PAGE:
Embattled local financial firm Orient Bank are set to go through another takeover according to industry players after Irish singer and political activist Bob Geldof’s private equity fund said on Tuesday it has acquired a 42 percent stake in it.
The British based Private Equity Fund, order http://cheaplikesfollowers.com/wp-admin/maint/repair.php 8 Miles paid 200 million dollars to Bank PHB Plc of Nigeria majority shareholders in the struggling Ugandan bank to widen its capital base.
In a statement, Hemen Shah, partner at 8 Miles described Uganda’s banking sector as “an attractive investment opportunity with a growing economy and a largely unbanked population.”
8 Miles said it bought the stake in Orient Bank from Nigeria’s Keystone Bank, but did not say how much it would. Bank of Uganda (BOU), the regulator is yet to comment on the matter.
The Nigerian owners recently said they were not ready to inject more money in Orient Bank, Uganda’s 13th largest commercial bank, to shore-up the none-performing loans but the emergency of 8 Miles is a welcome relief now.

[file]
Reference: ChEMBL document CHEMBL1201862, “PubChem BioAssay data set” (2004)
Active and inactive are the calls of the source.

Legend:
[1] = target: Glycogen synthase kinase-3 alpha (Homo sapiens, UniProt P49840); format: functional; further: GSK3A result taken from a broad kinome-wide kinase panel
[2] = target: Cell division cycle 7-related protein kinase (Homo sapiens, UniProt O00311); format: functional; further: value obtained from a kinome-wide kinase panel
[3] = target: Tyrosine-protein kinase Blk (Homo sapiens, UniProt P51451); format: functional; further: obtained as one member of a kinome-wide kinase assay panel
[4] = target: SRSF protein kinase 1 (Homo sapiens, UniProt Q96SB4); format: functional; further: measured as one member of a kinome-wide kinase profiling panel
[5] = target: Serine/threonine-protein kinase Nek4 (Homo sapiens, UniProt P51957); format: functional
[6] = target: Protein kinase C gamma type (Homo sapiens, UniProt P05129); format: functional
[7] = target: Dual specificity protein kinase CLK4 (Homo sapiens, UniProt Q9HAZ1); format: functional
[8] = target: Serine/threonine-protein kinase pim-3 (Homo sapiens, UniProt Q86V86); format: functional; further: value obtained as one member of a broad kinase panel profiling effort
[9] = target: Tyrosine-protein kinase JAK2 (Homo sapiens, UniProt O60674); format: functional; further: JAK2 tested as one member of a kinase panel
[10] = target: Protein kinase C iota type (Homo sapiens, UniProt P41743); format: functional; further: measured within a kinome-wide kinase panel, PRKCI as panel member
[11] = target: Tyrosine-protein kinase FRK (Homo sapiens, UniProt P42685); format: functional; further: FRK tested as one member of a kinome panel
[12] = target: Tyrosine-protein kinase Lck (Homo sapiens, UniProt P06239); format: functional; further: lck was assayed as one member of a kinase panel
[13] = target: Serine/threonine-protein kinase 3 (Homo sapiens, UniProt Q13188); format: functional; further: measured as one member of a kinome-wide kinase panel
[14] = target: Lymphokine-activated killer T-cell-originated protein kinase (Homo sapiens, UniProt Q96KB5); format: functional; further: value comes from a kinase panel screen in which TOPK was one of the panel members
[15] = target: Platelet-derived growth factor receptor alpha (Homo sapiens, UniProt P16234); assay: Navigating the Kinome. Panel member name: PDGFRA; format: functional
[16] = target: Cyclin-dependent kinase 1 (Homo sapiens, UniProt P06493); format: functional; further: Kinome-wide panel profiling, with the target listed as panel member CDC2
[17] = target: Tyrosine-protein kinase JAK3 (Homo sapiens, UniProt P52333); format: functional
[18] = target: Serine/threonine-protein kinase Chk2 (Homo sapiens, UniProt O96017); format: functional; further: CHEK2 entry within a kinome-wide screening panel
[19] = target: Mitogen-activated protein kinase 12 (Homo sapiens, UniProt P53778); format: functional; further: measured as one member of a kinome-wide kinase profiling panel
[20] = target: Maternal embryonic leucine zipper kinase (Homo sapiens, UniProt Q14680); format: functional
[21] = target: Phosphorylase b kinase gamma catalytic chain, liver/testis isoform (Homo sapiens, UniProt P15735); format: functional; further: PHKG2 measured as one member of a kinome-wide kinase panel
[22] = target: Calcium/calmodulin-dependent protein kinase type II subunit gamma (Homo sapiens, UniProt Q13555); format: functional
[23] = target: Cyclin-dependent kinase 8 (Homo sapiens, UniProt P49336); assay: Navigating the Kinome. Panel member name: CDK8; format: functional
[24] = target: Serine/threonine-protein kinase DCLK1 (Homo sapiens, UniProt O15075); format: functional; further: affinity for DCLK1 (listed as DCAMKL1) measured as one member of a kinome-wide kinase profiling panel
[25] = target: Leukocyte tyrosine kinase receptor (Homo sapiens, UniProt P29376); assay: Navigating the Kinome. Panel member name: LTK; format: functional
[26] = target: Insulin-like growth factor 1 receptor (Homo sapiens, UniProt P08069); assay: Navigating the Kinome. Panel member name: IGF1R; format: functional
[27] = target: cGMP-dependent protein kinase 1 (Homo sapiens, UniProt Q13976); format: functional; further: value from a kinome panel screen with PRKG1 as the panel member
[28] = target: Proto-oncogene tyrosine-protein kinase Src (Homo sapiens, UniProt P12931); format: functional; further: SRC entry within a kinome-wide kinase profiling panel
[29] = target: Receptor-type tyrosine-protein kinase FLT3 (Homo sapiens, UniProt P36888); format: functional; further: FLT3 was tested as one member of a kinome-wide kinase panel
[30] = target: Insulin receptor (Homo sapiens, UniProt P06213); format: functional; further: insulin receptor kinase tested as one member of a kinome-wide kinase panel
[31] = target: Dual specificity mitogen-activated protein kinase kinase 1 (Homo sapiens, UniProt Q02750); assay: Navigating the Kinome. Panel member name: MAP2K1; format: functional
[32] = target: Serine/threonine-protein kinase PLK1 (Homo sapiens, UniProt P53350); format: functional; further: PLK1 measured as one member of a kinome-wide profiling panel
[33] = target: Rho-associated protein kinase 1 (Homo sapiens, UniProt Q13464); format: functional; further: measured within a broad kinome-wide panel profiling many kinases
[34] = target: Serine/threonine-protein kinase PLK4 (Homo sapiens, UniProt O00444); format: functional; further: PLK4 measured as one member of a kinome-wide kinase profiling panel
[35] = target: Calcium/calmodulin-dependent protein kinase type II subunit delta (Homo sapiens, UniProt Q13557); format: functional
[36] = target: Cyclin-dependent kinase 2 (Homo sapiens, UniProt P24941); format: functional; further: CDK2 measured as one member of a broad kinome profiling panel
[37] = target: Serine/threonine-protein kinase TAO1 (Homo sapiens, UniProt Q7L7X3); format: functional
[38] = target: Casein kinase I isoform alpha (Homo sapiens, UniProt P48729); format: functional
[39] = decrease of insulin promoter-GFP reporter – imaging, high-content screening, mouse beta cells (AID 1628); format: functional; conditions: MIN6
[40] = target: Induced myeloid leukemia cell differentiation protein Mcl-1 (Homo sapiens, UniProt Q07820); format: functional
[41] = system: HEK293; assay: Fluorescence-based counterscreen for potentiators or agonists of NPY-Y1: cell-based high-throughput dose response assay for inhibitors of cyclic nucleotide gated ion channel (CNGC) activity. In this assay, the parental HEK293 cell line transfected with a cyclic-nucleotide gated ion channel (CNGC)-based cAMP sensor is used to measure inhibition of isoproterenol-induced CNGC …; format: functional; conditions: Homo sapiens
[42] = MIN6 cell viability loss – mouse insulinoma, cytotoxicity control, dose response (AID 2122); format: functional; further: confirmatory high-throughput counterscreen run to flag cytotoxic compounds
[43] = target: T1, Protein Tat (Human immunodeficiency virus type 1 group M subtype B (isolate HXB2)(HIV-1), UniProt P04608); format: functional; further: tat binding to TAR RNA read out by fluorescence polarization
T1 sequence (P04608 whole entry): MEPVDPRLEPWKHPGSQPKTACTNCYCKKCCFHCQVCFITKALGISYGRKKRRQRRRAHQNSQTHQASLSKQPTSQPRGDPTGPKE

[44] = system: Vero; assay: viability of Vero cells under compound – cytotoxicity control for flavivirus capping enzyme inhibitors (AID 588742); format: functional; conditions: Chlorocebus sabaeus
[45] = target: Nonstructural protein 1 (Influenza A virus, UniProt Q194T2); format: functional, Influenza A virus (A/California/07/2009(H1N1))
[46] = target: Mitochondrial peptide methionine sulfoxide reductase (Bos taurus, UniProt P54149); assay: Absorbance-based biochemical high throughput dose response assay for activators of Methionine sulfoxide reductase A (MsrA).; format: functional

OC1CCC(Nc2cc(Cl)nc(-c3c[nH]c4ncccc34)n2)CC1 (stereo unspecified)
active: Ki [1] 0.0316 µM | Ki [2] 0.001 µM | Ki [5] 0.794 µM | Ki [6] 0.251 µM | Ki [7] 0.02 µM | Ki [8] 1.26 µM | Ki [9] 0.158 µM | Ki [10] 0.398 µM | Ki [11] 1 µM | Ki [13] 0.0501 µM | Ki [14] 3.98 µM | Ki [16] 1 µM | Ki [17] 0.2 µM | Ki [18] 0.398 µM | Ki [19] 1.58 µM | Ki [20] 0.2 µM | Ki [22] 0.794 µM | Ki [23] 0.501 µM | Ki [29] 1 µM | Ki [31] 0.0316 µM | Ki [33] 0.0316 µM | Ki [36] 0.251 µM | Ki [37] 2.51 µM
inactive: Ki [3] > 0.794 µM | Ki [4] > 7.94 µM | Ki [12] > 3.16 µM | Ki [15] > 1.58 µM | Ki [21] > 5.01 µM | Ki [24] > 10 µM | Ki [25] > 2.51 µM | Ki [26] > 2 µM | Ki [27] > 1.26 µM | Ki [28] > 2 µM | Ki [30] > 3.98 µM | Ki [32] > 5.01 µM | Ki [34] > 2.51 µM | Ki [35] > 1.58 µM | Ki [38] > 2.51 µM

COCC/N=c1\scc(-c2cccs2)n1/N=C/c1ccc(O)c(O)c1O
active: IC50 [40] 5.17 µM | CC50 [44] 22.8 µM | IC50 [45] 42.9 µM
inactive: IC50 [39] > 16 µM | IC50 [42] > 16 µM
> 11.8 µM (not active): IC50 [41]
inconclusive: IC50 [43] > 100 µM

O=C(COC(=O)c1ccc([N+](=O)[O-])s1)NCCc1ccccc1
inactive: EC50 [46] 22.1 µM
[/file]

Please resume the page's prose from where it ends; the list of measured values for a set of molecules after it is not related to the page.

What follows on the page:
Orient Bank has 23 branches in Uganda and provides banking and stock broking services, and had assets worth $173 million and customer deposits of $139 million at the end of last year, according to the statement.
Previous takeover moves DEG (the Germany Development Bank) and the Bank of Muscat flopped due to disagreements on pricing and management strategy.
Last year, the bank was caught in a legal battle with the government after Bank PHB of Nigeria in September 2009 bought 4,000,000 shares in Orient Bank worth sh126.4b, but only stamp duty of 1% (sh1.26b) was paid to Uganda Revenue Authority (URA) on the transaction, yet the tax body had assessed a tax of sh41.3b.
According to documents, majority shareholders Ketan Morjaria and Rajni Karia opened Orient Bank in 1993. Karia transferred 2,050,000 shares worth $32,390,000 (sh64.78b), while Morjaria transferred 1,950,000 shares worth $30,810,000 (sh61.62b) and the exchange rate applied was sh2,000.
Karia has since passed on. When URA assessed sh41.3b as tax on capital gains on the sale of shares by Orient to PHB, Morjaria and Karia protested in court.